Michigan Wolverines: Jeremy Clark

Picks to click: Week 4

September, 19, 2014
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Heading into their Big Ten slate with a 3-1 record won’t be an easy task for the Wolverines. Michigan will need some of its young players to step up this weekend to get past a Utah team that is averaging 57.5 points per game so far this season. On the other side of the ball, the Utes defense leads the nation in sacks(5.5 per game) and tackles for loss(10.5).

Here are a few players who could make a difference with breakout performances:

 WR Amara Darboh: The sophomore made his first career start in a 34-10 win over Miami(Ohio) last week after missing all of last season with a foot injury. He caught six passes for 88 yards and his first career touchdown against an overmatched RedHawks' defense. Michigan will probably have to take to the air at some point to hang with the high-tempo Utah offense. If senior Devin Funchess (leg injury) can’t play again this week, Darboh becomes a primary target in the passing game.

LT Mason Cole: True freshmen starters on the offensive line are a rare species. At left tackle, they are almost unheard of. Cole has impressed teammates and coaches with his poise so far this season, but he’ll face the stiffest test of his career this weekend. His respect in the locker room will take a big leap if he can hold off Utah defensive ends Nate Orchard and Hunter Dimick. That duo has upheld Utah's recent history in the defensive trenches by picking up 2.5 sacks each through two games, an impressive stat line even if two of them came against a woefully inept Fresno State offensive live.

Michigan’s secondary: The Wolverines' defense heads into the weekend tied for dead last among FBS teams (with Utah and a dozen other schools) with only one takeaway. That’s been an emphasis for defensive coordinator Greg Mattison all week in practice.

“Coach Mattison keeps pounding it in our head that we need to create turnovers,” said sophomore safety Jeremy Clark. “I think if we keep playing hard and keep hustling to the ball, we’ll get our turnovers.”

Clark, a first-year starter, and true freshman Jabrill Peppers, who played an expanded role at cornerback last weekend, continue the theme of young players who can make a difference against the Utes. Both have the athletic ability to be playmakers in the secondary if they get themselves in the right spots. Eventually, Michigan’s turnover rate has to progress toward the mean. This could be a good week to start.
Thomas GordonLon Horwedell/Icon SMIThomas Gordon is one of the most experienced players on the Michigan roster and will be counted upon to lead in the secondary.

ANN ARBOR, Mich. -- As Michigan’s preseason approaches at the end of this week, WolverineNation takes a look at the 10 players who are most indispensable for the Wolverines this season. This doesn’t mean the most talented players, but rather the players that if Michigan lost them, the team would be in the most trouble.

Redshirt senior safety Thomas Gordon was one of three players sent to the Big Ten Media Days, which generally means he’s a guy we’ll hear from a lot this season (which means he’ll probably be playing quite a bit, too, when he’s not talking to the media).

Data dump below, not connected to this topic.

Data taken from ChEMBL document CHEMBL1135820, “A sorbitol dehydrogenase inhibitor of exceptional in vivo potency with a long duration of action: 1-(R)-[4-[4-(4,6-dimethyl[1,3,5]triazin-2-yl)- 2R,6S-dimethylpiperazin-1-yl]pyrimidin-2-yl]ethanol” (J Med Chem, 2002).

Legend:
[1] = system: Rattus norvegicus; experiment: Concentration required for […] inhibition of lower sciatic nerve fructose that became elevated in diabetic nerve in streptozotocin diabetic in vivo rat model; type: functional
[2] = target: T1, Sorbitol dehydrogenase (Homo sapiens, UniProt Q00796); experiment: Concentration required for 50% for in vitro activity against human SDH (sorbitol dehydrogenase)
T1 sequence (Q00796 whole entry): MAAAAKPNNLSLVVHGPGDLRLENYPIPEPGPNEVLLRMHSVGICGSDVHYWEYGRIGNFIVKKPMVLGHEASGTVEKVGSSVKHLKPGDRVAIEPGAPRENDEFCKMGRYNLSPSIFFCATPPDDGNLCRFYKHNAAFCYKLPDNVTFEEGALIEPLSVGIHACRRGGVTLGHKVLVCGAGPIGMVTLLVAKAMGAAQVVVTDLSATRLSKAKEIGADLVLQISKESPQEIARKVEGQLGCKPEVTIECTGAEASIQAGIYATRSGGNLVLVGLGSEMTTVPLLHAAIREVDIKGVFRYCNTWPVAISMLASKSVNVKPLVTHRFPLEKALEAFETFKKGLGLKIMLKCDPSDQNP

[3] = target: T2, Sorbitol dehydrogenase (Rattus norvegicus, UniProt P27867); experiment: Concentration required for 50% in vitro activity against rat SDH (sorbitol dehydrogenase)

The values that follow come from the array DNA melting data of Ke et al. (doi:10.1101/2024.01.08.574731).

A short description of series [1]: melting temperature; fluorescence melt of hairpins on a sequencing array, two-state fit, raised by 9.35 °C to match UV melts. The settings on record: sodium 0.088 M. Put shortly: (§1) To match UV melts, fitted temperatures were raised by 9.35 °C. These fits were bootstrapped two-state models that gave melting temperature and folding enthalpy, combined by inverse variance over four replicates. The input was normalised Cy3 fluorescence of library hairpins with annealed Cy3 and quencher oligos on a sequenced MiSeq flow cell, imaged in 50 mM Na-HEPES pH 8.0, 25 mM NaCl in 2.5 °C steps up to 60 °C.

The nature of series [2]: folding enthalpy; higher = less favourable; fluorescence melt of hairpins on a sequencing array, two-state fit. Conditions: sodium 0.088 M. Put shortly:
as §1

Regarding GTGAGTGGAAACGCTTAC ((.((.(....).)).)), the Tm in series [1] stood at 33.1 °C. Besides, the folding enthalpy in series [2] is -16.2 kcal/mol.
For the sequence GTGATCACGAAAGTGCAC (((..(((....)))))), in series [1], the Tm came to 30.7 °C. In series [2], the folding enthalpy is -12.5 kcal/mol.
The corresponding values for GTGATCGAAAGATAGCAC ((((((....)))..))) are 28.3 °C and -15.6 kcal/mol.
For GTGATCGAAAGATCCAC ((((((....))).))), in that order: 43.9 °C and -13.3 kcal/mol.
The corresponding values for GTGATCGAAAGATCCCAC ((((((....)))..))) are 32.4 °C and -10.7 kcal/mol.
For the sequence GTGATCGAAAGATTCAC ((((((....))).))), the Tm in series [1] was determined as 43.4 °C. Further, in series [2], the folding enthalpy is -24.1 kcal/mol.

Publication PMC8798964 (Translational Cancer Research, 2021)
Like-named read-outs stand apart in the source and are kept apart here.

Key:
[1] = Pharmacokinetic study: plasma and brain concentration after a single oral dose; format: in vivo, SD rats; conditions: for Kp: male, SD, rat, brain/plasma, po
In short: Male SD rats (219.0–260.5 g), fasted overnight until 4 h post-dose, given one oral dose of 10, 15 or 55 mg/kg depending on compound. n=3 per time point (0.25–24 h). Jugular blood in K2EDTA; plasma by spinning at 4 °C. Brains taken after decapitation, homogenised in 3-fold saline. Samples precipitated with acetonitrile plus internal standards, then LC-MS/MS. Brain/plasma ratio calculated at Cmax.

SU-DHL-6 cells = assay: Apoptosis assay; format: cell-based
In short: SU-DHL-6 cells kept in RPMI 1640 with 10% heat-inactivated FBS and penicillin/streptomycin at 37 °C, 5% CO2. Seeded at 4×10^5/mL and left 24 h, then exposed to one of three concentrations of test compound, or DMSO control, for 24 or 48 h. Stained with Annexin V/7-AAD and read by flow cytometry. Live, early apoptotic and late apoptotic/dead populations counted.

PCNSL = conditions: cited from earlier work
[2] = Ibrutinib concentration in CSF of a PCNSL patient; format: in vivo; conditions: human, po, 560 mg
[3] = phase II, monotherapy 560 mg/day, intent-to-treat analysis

Fresh ideas: Safety 

July, 19, 2013
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ANN ARBOR, Mich. -- Can a true freshman really contribute at the college level? Is it easier to do so at one position than another? WolverineNation is breaking down the probabilities of playing time and projections of the Wolverines’ freshmen, position by position. Today, we look at safety.

What it takes for a true freshman safety to play:
A lot. Less than a handful of true freshmen made a strong impact in the last line of the Michigan defense. And even then, they didn’t have great success. One moved to receiver. One transferred soon after his freshman success.

That said, safety is a spot where freshmen could end up getting significant playing time in the future, especially as Michigan employs more nickel packages to combat spread offenses. It will be a position to watch.


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ANN ARBOR, Mich. -- While Michigan’s offense has a bunch of questions surrounding who will play where and how much time freshmen might see, the Wolverines’ defense has other issues.

These, though, aren’t so bad.

Michigan has significant depth -- albeit some inexperience -- at every spot on its defense. This allows the Wolverines to come closer to reaching defensive coordinator Greg Mattison’s goal of being able to rotate players at both defensive line and linebacker to keep them fresh for later in games and later on in the season.

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ANN ARBOR, Mich. -- The past two seasons have seen much of the same mantra when it came to the Michigan secondary. There would be Jordan Kovacs, the walk-on turned pro prospect who was the obvious leader of the secondary and almost the entire Wolverines defense.

Then there would be everyone else.